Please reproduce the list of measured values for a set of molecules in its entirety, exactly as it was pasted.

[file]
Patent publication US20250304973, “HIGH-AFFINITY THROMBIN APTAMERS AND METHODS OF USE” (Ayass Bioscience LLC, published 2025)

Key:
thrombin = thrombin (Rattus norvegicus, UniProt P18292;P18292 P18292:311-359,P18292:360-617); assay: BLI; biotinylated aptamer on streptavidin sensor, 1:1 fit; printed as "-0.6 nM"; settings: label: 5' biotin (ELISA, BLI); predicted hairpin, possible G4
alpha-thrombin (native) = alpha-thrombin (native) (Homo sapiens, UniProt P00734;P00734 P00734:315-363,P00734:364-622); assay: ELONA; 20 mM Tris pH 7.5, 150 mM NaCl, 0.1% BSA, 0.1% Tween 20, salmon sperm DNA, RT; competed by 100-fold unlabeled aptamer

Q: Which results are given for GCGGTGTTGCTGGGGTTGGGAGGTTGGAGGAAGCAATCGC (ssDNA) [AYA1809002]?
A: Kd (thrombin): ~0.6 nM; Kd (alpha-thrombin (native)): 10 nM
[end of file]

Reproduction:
Patent publication US20250304973, “HIGH-AFFINITY THROMBIN APTAMERS AND METHODS OF USE” (Ayass Bioscience LLC, published 2025)

Key:
thrombin = thrombin (Rattus norvegicus, UniProt P18292;P18292 P18292:311-359,P18292:360-617); assay: BLI; biotinylated aptamer on streptavidin sensor, 1:1 fit; printed as "-0.6 nM"; settings: label: 5' biotin (ELISA, BLI); predicted hairpin, possible G4
alpha-thrombin (native) = alpha-thrombin (native) (Homo sapiens, UniProt P00734;P00734 P00734:315-363,P00734:364-622); assay: ELONA; 20 mM Tris pH 7.5, 150 mM NaCl, 0.1% BSA, 0.1% Tween 20, salmon sperm DNA, RT; competed by 100-fold unlabeled aptamer

Q: Which results are given for GCGGTGTTGCTGGGGTTGGGAGGTTGGAGGAAGCAATCGC (ssDNA) [AYA1809002]?
A: Kd (thrombin): ~0.6 nM; Kd (alpha-thrombin (native)): 10 nM